The patterns for the one-hour group meeting should continue as you have established them.
- Brief, informal time of gathering (10 minutes) with snacks to share.
- Formal gathering and prayer with people seated in a circle in chairs or around a table— with requests for prayer for the coming week (10 minutes) and prayer led by the group leader or unison in the group. However you chose to share requests and pray last week, do the same this week.
Again, one practice I’ve found useful in leading such groups, especially when prayer out loud may be unfamiliar or uncomfortable for some in the group, is immediately after a person shares, the whole group pauses, then says in unison: “Into your hands, O God, we commend our sister/brother/sibling(s) Name(s).” Proceed to the next person and repeat until all who wish to offer requests for prayer have had the opportunity to do so.
- Teaching and Testimony— (35 minutes)— For this week, there are five verbs to focus upon: confess, trust, serve, be united, and represent. This means you have about seven minutes for each verb. Plan to spend no more than two minutes teaching about each one (see below), and use the remaining time for sharing how each is working on each one, how each has exercised each one during the past week or recent past, what has happened because each did, and how each seeks to improve.
- Blessing and Sending— Gather in a circle or huddle, lay hands on one another, one by one, and pray over each in unison: “X, may you continue to grow in Christ in the days ahead.” (5 minutes). Thank all for coming, and send the group out to continue to grow.
TEACHING 1: Confess
Our verb confess in English comes from Greek roots that mean literally “to speak together.” This is part of why “confessions of faith” in worship are spoken in unison. We are all, literally, speaking our faith together.
The verb also means, by extension, to agree. To confess is to agree that what one is saying is true.
We are called to confess (to agree, to say together) that Jesus Christ is Savior. This is one of the earliest, and also one of the most dangerous, Christian confessions. During the period of the early church, until Christianity was recognized as one of the legal religions in the early fourth century, there was only one person to whom the title “Savior” (Soter in Greek, Salvator in Latin) applied in the Roman Empire: Caesar, the emperor. To proclaim anyone else by this title was literally an act of treason. Indeed, this, plus calling Jesus “Lord” (see Teaching 3) were often among the legal charges of treason brought against early Christians during times of persecution.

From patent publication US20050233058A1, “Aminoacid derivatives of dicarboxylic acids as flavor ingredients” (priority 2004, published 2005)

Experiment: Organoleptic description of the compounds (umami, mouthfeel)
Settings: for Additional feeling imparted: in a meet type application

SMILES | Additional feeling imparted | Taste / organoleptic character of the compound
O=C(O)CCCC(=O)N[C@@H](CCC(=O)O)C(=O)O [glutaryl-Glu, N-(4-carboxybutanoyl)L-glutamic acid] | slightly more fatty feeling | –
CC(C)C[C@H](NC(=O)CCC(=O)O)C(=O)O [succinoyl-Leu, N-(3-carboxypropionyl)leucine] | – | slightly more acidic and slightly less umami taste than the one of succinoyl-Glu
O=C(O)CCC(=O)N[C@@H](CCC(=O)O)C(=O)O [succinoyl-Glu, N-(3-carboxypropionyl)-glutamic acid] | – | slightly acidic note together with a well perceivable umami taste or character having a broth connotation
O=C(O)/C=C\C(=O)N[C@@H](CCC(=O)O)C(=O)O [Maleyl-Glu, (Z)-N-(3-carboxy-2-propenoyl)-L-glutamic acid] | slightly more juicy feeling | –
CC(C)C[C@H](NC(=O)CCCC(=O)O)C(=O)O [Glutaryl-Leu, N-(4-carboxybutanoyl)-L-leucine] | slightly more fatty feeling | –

We confess— we agree, and we say together— that Jesus Christ is Savior, and there is no other. In so doing, we also agree and say together that his way of being Savior, by love and service and solidarity with the suffering rather than by conquest and suppression, is the only true way of being Savior that there is.
TEACHING 2: Trust
As we discussed last week, disciples of Jesus are those who “believe into” him. That is, we do more than merely assent to a set of beliefs about him. We stake our lives on him and on the way he shows and leads us to live.
Here we make a pledge to “put our whole trust in” or, we might say, “believe into” his grace. We will do more than confess him as Lord. We will also stake our lives on mercy, being merciful as he is merciful in every way we can. This is part of what the Wesleys were pointing to, explicitly, in the second General Rule, where they and early Methodists pledged to do good “by being in every kind merciful after their power.” We are able to show mercy more and more as we trust more deeply in the mercy that has been shown toward us in Jesus Christ.